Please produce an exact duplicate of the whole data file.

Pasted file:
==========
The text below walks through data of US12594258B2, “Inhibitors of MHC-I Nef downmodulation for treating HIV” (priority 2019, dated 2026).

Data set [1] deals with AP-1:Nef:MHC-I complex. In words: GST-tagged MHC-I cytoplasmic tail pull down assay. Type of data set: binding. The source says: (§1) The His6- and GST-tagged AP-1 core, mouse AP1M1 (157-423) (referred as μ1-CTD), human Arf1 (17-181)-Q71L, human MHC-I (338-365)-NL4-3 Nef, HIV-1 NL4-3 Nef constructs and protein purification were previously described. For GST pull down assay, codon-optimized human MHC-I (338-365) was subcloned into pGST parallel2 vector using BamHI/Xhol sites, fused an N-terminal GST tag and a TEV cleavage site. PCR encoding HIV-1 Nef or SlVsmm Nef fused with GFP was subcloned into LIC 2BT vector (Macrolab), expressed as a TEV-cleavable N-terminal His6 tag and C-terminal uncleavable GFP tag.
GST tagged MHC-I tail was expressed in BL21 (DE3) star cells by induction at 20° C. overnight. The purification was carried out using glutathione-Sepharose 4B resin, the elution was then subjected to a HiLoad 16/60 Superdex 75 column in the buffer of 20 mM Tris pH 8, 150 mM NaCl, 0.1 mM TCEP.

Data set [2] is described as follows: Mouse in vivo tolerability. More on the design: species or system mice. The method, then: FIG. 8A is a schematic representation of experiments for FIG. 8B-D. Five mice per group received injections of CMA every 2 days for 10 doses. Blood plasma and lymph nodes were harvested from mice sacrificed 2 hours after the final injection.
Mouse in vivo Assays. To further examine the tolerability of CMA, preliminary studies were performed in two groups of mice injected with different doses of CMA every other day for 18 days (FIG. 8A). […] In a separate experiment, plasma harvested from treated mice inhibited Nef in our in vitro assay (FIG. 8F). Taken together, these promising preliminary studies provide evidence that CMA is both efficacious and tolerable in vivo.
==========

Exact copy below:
The text below walks through data of US12594258B2, “Inhibitors of MHC-I Nef downmodulation for treating HIV” (priority 2019, dated 2026).

Data set [1] deals with AP-1:Nef:MHC-I complex. In words: GST-tagged MHC-I cytoplasmic tail pull down assay. Type of data set: binding. The source says: (§1) The His6- and GST-tagged AP-1 core, mouse AP1M1 (157-423) (referred as μ1-CTD), human Arf1 (17-181)-Q71L, human MHC-I (338-365)-NL4-3 Nef, HIV-1 NL4-3 Nef constructs and protein purification were previously described. For GST pull down assay, codon-optimized human MHC-I (338-365) was subcloned into pGST parallel2 vector using BamHI/Xhol sites, fused an N-terminal GST tag and a TEV cleavage site. PCR encoding HIV-1 Nef or SlVsmm Nef fused with GFP was subcloned into LIC 2BT vector (Macrolab), expressed as a TEV-cleavable N-terminal His6 tag and C-terminal uncleavable GFP tag.
GST tagged MHC-I tail was expressed in BL21 (DE3) star cells by induction at 20° C. overnight. The purification was carried out using glutathione-Sepharose 4B resin, the elution was then subjected to a HiLoad 16/60 Superdex 75 column in the buffer of 20 mM Tris pH 8, 150 mM NaCl, 0.1 mM TCEP.

Data set [2] is described as follows: Mouse in vivo tolerability. More on the design: species or system mice. The method, then: FIG. 8A is a schematic representation of experiments for FIG. 8B-D. Five mice per group received injections of CMA every 2 days for 10 doses. Blood plasma and lymph nodes were harvested from mice sacrificed 2 hours after the final injection.
Mouse in vivo Assays. To further examine the tolerability of CMA, preliminary studies were performed in two groups of mice injected with different doses of CMA every other day for 18 days (FIG. 8A). […] In a separate experiment, plasma harvested from treated mice inhibited Nef in our in vitro assay (FIG. 8F). Taken together, these promising preliminary studies provide evidence that CMA is both efficacious and tolerable in vivo.